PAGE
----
In 2008, critic Holly Myers of the "Los Angeles Times" described Williams' style as "unmistakable": using cartoonish forms such as human figures and anthropomorphized buildings; suggesting "rubbery agility, giddy pictorial buoyancy and an often furious sense of internally generated motion". A gallery's 2008 description of her work said it was "populated by careening forces and dyspeptic explosions," noting one work was "sci-fi and apocalyptic", an "outburst of atomic proportions".
A peculiar outbreak of Nyctalopia or night-blindness affected many of the prisoners in 1806. They became severely dyspeptic and completely blind from sunset until dawn, to the extent that their fitter companions had to lead them around the camp. Various treatments were tried and failed; finally they were cured with black hellebore, given as snuff, which relieved the dyspepsia and restored their night vision within a few days.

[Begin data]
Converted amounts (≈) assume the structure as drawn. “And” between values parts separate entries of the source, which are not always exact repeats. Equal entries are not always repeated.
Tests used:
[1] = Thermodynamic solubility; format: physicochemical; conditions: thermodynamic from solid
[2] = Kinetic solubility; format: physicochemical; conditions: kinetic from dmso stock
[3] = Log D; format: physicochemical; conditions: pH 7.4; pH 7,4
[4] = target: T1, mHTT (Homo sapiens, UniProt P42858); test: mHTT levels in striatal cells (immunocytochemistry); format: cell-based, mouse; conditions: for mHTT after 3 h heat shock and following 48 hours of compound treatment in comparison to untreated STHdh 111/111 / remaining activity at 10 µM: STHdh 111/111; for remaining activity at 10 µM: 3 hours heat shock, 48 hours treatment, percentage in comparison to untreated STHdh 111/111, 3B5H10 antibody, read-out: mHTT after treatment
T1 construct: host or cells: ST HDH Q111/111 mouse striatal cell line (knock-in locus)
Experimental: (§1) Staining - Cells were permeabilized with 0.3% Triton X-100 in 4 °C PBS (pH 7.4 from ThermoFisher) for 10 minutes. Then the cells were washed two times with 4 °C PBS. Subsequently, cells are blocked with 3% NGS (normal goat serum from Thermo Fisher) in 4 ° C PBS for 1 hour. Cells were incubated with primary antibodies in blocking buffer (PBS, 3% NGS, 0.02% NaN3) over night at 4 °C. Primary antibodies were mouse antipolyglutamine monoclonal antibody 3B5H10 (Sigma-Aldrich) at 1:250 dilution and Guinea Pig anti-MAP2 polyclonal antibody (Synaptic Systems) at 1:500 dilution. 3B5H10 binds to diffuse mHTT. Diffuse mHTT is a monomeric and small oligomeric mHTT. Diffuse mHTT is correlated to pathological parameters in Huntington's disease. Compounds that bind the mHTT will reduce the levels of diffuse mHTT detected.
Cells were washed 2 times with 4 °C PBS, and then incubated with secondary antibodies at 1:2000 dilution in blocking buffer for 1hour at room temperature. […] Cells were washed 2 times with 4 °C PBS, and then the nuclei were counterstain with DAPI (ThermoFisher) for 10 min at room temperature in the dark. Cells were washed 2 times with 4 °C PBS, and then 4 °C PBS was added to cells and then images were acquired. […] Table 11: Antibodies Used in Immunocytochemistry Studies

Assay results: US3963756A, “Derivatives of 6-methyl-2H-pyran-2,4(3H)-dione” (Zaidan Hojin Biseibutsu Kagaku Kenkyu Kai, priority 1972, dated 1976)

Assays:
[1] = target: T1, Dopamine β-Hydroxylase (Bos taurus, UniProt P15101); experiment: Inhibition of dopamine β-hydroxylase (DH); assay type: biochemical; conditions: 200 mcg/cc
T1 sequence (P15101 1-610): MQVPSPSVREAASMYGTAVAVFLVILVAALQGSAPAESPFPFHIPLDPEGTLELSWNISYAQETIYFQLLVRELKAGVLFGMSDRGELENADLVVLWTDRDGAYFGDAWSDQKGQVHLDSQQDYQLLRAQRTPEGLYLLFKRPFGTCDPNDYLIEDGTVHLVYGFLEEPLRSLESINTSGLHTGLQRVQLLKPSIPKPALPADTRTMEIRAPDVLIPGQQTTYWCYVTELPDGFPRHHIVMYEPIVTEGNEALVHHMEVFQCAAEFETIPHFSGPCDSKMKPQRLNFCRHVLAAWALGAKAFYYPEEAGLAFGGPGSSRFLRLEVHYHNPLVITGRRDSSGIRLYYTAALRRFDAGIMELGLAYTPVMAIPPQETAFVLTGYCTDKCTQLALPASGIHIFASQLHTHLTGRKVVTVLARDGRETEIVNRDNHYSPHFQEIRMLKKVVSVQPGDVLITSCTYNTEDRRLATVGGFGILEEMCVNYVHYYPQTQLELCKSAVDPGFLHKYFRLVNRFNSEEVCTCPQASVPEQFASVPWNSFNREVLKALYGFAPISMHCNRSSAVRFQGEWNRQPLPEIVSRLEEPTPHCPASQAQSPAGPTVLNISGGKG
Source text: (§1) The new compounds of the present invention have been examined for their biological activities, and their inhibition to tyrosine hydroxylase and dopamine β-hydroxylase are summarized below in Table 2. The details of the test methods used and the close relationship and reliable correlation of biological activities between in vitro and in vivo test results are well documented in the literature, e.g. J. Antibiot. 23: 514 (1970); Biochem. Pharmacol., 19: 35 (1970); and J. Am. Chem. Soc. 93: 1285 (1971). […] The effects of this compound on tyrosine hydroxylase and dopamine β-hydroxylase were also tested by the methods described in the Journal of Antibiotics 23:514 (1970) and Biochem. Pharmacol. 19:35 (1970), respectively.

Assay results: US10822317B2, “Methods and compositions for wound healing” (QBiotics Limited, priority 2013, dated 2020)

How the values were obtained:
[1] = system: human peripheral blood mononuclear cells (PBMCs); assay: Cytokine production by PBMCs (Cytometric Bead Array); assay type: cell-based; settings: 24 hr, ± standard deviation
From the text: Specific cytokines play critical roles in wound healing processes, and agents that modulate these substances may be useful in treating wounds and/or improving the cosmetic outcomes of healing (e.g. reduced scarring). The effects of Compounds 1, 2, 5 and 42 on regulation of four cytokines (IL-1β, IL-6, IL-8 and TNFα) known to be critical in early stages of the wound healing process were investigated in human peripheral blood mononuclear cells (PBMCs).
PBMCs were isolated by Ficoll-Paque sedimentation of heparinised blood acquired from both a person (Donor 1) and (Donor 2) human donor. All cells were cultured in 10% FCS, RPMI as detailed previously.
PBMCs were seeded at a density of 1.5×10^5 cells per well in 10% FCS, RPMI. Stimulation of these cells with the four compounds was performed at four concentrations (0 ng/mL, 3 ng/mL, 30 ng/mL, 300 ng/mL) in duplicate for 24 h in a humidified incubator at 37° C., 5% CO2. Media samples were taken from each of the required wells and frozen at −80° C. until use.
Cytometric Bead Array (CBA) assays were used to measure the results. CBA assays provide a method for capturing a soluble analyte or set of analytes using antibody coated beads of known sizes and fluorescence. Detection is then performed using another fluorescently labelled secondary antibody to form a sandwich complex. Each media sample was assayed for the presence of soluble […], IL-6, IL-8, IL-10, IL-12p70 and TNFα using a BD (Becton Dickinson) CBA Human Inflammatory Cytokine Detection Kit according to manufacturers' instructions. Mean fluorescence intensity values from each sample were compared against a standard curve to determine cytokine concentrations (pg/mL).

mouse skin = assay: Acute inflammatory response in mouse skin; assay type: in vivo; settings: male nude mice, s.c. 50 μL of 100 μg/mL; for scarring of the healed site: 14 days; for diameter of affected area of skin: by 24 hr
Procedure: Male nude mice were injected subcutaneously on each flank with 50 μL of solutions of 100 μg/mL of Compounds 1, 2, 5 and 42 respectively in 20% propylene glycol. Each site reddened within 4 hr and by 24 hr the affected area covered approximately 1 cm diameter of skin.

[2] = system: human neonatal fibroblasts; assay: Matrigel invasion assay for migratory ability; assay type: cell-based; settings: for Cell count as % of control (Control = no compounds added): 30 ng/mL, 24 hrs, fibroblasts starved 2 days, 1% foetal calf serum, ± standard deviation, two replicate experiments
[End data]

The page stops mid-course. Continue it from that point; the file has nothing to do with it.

According to "Publishers Weekly", "Finn quietly and expertly demolishes ... misconceptions about Howard [and] discusses Howard in the context of a populist writer whose dyspeptic view of civilization was forged in the corrupt Texas oil boomtowns in which he grew up ... handl[ing] his charged subject in a straightforward, even-handed manner." The reviewer calls the work "a worthy addition to the 100th anniversary of Howard's birth that all readers of fantasy and regional fiction will enjoy."
Peter Cannon reviewing for "Publishers Weekly" stated "here is a rigorously constructed hard SF novel where the question is not whether humanity will reach the stars but how it will survive its own worst tendencies." "Kirkus Reviews" called this novel "glum, dyspeptic, and depressing." Jackie Cassada said in her review for "Library Journal" that "spanning more than 165 million years and encompassing the entire planet, Baxter's ambitious saga provides both an exercise in painless paleontology and superb storytelling."
Connolly eventually befriended director Frank Capra at a cast and crew party for "Ladies of Leisure" (1930) after actor Alan Roscoe invited Connolly to tag along with him to the event. Capra followed Roscoe's lead in describing the writer/producer from Boston as "a hulking, 230-pound, six-three, black-haired, blue-eyed gum-chewing Irishman with the mien of a dyspeptic water buffalo." Writer Sam Fuller described Connolly as a "wonderful man."